The Difference Between Discipline and Abuse
09.02.11 Stories from the news and the park
Jill (not her real name) was newly pregnant with her first baby. Her boyfriend (let’s call him “Jerk”) has a five-year-old son from a previous relationship. Jill and Jerk don’t live together and after “the event in the park,” they never will. Jill, Jerk and Jerk’s little boy were spending a sunny afternoon together picnicking, playing on the playground and tossing a ball back and forth. Jill had never hung out with Jerk and his son together before, because the little boy lived with his mother (Jerk’s ex-girlfriend). Jerk said his ex-girlfriend was a control freak, over protective and wouldn’t let him spend much time with his son.
An old lady slowly crossed the park lawn, with one hand on a cane and the other on her dog’s leash. Jill said she looked close to 80 with her short curly white hair, softly wrinkled face, orthopedic shoes and lace-topped ankle socks. She walked her dog across the lawn in front of Jill and Jerk and at just that moment, the little boy tossed his ball. The dog lunged for the ball and the old lady let go of the leash. Hanging on to her cane, she wobbled a bit, but didn’t fall. Her dog caught the ball, ran back to the old lady and dropped it at her feet, wagging his tail the whole time. The boy, the dog and the old lady were delighted with this impromptu game of catch.
Jerk apparently wasn’t so delighted. He yanked his son’s arm and screamed expletives at him. “What the #*#* did you do that for, idiot? You know better than to throw a #*#*-ing ball in front of a #*#*ing dog. You almost knocked that lady down.” The little boy cried, of course, confused and shocked, which set Jerk off, hurling insults at his son for being a “#*#*ing crybaby.”
Jill had never seen her boyfriend like this before. Sure, he got a little testy at times, but this completely blindsided her. It scared her to see him treat his son that way. She tried to comfort the little boy, but Jerk yelled, “He’s not your son. You stay out of it.” The old lady told Jill and Jerk she was fine, but felt bad her dog had gotten the little boy into so much trouble. “They were just playing, sir.” Everybody in the park was staring at them.
Jerk, now furious and embarrassed, dragged his son off to their car, where he continued scolding him. The old lady put down her cane, took Jill’s hand, patted it and said, “Um, honey…excuse my language, but I expect you’ve heard it before. What the #*#* are you doing with a man like that?” Jill answered, “He’s never been like that before.” The old lady said, “Well, honey, of course he has. And, when a man has a temper like that and treats his own son that way, it won’t be the last time either.”
There have been too many cases of extreme discipline in the news this week. These sad, frightening stories are dangerously common. Parents find themselves at a loss for how to handle their child’s behavior so they inflict harsh, physical or emotional punishment to get their attention. One case involved a Sacramento couple that followed disciplinary guidelines learned from a book. They were convicted of beating their adopted daughter to death for mispronouncing a word. A little boy died after his father locked him in a hot room and refused to give him water for five days. Another case involved a woman now known as “Hot Sauce Mom” who was convicted of child abuse for forcing her child to drink hot sauce, then take freezing showers.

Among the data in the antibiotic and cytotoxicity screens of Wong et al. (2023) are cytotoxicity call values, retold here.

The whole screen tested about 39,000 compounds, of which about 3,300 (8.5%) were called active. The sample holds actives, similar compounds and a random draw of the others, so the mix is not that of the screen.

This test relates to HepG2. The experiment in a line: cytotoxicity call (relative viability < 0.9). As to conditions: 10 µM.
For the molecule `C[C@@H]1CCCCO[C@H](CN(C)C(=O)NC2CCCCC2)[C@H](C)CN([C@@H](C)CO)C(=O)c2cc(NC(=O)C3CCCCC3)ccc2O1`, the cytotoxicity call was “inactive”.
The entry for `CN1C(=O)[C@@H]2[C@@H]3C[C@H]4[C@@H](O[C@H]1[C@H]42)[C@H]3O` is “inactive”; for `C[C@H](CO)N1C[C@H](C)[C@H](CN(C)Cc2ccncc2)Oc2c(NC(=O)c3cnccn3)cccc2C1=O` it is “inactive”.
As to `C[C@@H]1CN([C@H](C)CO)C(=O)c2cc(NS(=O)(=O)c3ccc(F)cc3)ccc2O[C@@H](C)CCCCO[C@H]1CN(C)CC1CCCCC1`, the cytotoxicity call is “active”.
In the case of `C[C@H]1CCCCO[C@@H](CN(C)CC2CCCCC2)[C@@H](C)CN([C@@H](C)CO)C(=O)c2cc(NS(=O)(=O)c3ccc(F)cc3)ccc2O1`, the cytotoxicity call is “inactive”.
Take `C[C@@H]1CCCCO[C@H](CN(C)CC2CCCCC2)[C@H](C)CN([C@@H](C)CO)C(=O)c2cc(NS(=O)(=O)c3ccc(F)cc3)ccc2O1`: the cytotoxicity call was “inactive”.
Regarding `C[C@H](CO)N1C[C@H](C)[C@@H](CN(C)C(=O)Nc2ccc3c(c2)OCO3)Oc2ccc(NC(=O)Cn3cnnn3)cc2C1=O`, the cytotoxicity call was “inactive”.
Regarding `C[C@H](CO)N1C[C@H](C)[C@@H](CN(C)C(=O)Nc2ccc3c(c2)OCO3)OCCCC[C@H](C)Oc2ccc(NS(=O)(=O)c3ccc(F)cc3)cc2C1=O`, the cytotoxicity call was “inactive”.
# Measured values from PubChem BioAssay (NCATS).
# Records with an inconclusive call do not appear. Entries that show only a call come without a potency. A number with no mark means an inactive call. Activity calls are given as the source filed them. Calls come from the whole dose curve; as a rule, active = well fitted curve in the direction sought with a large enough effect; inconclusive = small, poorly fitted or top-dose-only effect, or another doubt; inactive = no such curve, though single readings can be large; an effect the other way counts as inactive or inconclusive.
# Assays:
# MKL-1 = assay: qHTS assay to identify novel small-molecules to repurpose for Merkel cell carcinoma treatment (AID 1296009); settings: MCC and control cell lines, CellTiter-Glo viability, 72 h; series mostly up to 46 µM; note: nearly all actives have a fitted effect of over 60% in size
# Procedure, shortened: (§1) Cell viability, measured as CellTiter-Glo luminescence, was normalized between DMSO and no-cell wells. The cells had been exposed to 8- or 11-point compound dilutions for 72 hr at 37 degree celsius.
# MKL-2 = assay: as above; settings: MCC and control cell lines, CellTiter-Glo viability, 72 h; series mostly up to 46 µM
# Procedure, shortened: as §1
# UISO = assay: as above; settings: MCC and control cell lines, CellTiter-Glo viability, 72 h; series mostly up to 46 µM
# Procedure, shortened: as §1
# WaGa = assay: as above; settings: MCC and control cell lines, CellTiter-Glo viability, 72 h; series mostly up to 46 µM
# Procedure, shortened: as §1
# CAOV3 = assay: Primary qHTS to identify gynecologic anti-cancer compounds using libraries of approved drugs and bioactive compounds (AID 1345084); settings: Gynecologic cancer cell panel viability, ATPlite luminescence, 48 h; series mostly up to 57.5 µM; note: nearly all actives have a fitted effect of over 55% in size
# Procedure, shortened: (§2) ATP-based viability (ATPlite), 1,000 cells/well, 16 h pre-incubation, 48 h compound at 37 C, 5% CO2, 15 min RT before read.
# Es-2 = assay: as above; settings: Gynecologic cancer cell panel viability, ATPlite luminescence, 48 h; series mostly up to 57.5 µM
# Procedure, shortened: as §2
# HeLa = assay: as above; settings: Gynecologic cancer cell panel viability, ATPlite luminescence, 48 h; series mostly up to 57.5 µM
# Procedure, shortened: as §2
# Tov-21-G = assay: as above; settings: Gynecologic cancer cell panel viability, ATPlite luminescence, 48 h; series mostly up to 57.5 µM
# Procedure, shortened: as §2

It’s hard to reconcile that these parents thought they were doling out appropriate punishment. At one point we have to assume they felt as protective of their children as any of us do when we’re pregnant or holding our babies in our arms. We have to assume they loved their children. Something, however, went terribly wrong.
For those of you who are pregnant now, It’s inconceivable you’d ever consider hurting your child, much less deliberately inflict pain. You can’t imagine ever being mean, cruel or doing anything to damage your baby’s security and self-esteem. Yet, chances are, someday down the road, something will happen that leads you dangerously close to the edge. You’ll think about it, but hopefully you won’t do it.
Kids can be infuriating. They can do the dumbest, most thoughtless things that trigger deep startling frustration and anger in us. Every parent loses his or her patience. But what makes a good parent different from an abusive one is this: You’ll think first and make different choices. You’ll remember how it felt to carry your child inside you, about how little and powerless they are and how they trust you to protect them. You’ll take a deep breath, walk away and calm down. You’ll call your partner, mother or friend to take over while you collect yourself. You’ll remember that raising a child is all about love and love does not inflict harm.
Jill cried when the old lady took her hand and guided her to a bench. Other people in the park had noticed Jerk ranting at his sobbing son and someone was trying to calm him down. Jill told the old lady, “I just found out I’m pregnant and I haven’t told my boyfriend yet.” The old lady said, “Well, honey, today’s your lucky day. You got to see what kind of dad he is, didn’t you? Now, honey, you have to decide what to do next.” Jill picked up Jerk’s cell phone and called the little boy’s mother to come pick up your son. When she arrived, Jill hailed a taxi and went home. She dumped Jerk, who still doesn’t know about the baby.
Jeanne Faulkner, R.N., lives in Portland, Oregon with her husband and five children. Got a question for Jeanne? E-mail it to email@example.com and it may be answered in a future blog post.
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